Shanahan saw Thornton try to engage Orpik in a fight at the 5:44 mark of the first period after Orpik had delivered a hit to Bruins forward Loui Eriksson. That hit resulted in Eriksson suffering his second concussion in five weeks. Orpik chose not to fight Thornton. The Boston tough guy was assessed a minor penalty for roughing during which Pittsburgh scored.
As a former college player, I know this would have had my blood pressure rising if I was Thornton. Not only would I have been angry at Orpik for the hit on Eriksson, I also would have been angry because he would not drop the gloves -- plus, the Penguins scored a powerplay goal.
At that point, a player wants to even the score by either scoring a goal himself or by delivering a thunderous body check. Unfortunately, Thornton did something that he has never done before: he let his emotions rule over reasoning and 11:06 into the first period, he chose to skate from two zones away into a scrum and carried out an act that should never have taken place.
Once he arrived at the scrum, he grabbed Orpik from behind, kicked the blueliner's feet out from under him, dropped to the ice and began punching the defenseless Orpik in the face and head. The linesmen quickly separated Thornton from Orpik and escorted him to the Bruins bench. Subsequently, Orpik was wheeled off the ice on a stretcher and immediately taken to Massachusetts General Hospital.
Thornton was assessed a match penalty and removed from the game. The match penalty carried an automatic suspension until the hearing could be conducted. He has missed four total games and will sit out another 11 contests.
Immediately after the incident, the battle lines were drawn and people from all corners of the hockey world expressed outrage at either Thornton or Orpik.
The problem with that is people saw what they wanted to see. All objectivity went out the window.
After the game, I stood two feet away from Thornton in the Bruins dressing room as he expressed remorse and regret at these actions. He talked about how he has trained with Orpik in the summer and knows him well. Anyone, and everyone, who has been around the Bruins for any length of time knows Thornton spoke from the heart.
The benefit for the NHL in having Shanahan in the position as the head of the Department of Player Safety is that he has been on the ice and knows, exactly, what goes through an NHL player's mind in all circumstances.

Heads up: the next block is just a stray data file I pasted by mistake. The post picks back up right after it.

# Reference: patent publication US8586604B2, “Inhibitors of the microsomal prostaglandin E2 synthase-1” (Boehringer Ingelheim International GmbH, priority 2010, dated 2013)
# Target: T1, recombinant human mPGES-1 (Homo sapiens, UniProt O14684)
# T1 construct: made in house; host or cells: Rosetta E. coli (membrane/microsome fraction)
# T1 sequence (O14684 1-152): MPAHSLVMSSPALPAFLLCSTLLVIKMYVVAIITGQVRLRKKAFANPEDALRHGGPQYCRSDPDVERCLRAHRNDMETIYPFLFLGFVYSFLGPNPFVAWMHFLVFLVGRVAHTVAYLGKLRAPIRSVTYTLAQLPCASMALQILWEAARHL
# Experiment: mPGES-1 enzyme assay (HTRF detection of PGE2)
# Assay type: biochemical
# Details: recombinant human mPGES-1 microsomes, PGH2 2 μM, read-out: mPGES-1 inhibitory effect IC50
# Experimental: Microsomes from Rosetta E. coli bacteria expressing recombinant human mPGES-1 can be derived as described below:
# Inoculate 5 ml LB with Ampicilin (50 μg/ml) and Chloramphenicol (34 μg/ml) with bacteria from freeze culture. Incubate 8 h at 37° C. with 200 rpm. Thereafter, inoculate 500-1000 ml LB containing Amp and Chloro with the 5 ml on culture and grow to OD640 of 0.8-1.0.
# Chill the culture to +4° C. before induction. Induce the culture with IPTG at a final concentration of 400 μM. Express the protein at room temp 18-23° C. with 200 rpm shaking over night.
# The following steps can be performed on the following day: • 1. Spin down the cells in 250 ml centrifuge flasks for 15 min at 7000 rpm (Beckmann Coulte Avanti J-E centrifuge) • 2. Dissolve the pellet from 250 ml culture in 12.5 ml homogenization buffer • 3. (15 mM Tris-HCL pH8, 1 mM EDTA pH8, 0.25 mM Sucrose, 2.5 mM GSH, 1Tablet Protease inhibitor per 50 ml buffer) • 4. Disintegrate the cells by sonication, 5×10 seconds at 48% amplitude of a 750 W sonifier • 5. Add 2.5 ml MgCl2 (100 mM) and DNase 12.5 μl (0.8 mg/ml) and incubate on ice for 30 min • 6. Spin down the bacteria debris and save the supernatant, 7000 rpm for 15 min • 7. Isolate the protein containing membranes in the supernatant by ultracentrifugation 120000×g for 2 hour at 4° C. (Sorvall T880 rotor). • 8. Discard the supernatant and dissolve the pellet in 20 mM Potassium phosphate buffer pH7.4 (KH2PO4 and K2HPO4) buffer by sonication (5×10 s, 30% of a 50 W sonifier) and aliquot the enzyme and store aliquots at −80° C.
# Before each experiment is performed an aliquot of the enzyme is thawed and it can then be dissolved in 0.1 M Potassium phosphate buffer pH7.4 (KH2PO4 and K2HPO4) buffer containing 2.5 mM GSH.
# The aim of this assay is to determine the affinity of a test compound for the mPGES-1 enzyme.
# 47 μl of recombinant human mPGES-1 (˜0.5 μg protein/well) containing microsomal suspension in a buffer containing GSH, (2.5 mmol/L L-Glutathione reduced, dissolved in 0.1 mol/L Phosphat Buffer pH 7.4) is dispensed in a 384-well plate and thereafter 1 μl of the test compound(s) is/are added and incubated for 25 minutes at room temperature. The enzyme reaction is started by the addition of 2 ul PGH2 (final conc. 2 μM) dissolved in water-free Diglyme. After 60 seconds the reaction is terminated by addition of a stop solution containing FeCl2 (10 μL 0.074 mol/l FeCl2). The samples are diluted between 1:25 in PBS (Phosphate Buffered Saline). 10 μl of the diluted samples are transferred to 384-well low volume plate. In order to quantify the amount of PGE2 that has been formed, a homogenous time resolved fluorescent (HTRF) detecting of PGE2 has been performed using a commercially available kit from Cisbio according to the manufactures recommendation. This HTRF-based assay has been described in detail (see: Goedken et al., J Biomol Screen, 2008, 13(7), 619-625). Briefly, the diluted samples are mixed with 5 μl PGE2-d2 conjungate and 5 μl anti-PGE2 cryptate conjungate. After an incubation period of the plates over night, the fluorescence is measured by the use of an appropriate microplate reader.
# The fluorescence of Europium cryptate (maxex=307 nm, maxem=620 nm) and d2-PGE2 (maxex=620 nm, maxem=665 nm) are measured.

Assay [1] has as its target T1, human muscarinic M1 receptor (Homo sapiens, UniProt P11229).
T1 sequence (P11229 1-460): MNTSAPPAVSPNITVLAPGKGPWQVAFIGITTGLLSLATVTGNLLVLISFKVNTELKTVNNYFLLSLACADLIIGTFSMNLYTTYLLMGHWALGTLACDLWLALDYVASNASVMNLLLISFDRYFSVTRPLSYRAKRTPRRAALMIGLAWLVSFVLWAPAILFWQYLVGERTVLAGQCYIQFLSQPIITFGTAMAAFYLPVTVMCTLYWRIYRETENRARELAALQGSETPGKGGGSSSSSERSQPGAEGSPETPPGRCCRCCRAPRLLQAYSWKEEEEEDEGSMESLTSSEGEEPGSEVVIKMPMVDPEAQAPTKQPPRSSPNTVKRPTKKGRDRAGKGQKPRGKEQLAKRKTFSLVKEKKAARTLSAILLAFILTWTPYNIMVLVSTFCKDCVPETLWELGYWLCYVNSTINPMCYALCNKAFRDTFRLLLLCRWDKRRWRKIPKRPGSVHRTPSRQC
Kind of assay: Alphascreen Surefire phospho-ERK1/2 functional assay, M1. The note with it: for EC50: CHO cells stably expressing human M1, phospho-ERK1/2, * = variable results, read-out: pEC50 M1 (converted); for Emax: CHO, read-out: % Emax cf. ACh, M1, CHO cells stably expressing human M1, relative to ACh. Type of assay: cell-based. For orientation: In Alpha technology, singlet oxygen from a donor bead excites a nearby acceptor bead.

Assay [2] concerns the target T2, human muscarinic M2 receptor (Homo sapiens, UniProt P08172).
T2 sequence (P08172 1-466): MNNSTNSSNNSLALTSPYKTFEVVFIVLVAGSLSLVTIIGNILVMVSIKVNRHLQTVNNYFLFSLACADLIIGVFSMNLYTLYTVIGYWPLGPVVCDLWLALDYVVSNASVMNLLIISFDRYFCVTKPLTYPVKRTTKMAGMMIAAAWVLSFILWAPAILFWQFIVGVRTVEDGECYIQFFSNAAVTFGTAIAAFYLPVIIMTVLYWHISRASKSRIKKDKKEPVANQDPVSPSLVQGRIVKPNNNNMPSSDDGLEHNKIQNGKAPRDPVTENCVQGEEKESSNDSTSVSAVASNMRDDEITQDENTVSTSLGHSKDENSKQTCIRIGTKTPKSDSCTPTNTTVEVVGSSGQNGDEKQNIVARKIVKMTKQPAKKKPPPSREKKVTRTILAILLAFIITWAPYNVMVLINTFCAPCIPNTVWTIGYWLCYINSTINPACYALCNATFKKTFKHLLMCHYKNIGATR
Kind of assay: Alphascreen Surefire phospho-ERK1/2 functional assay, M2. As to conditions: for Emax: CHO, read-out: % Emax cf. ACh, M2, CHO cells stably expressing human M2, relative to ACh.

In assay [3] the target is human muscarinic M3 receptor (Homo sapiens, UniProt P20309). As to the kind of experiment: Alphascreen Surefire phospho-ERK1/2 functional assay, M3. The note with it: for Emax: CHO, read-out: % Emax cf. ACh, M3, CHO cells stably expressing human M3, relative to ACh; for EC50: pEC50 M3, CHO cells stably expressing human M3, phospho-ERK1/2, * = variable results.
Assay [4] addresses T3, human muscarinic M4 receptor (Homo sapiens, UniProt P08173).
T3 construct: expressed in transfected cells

Contrary to popular opinion, he took all of the information, video, and Thornton's apology under advisement and made the decision he believes is best for the game.
Of course, everyone who owns some sort of technological device had to offer their two cents worth when the suspension was leaked before the League could announce it and no one was happy with the decision. It was either too many games for the Bruin to sit out or not enough. Naturally, Shanahan "hates" Boston, or he "loves" them. That belief is decided by which side of the fence you sit on.
Today, Shanahan knows he is not popular in Boston nor Pittsburgh.
Did he take into account that Orpik's hit on Eriksson was a hit to the head? Did he take into the account that the referees did not call a penalty on the play?
Did Shanahan look at the history of illegal hits that have taken place between the two clubs?
It doesn't matter, he does not need to do that.
His job was to look at Thornton's actions and words, which is exactly what he did.
At some point, a player was going to be made the example of what will, and will not, be acceptable on ice behavior and if timing is everything, Thornton was in the wrong place at the wrong time.
There was no precedent for Shanahan to look at and hand down a specific suspension that matched one from the past. Much like in a courtroom, each case is different.
On the surface, 15 games appears to be excessive and Thornton has since filed an appeal.
In this writer's humble opinion, after looking at the incident and the apology as objectively as possible, it looks as if Shanahan got it right.
From the moment a hockey player laces up the skates, he is taught that he is always responsible for his own actions on the ice.
No one in the building could stop Thornton from acting in the manner that he did. To his credit and not surprisingly, he has owned his behavior and is disappointed in himself. He knows he let his teammates, coaches, management, and himself down.
He has also let the game down.
Thornton will serve his suspension and come back a better player for it. Whether he will be the same player remains to be seen. The belief here is he will continue to play with an edge. He will continue to stand up for his teammates, but he will be smarter about it, in that, he will be in better control of his emotions which will result in his becoming a better player overall.
Shawn Hutcheon is the Boston Correspondent for The Fourth Period.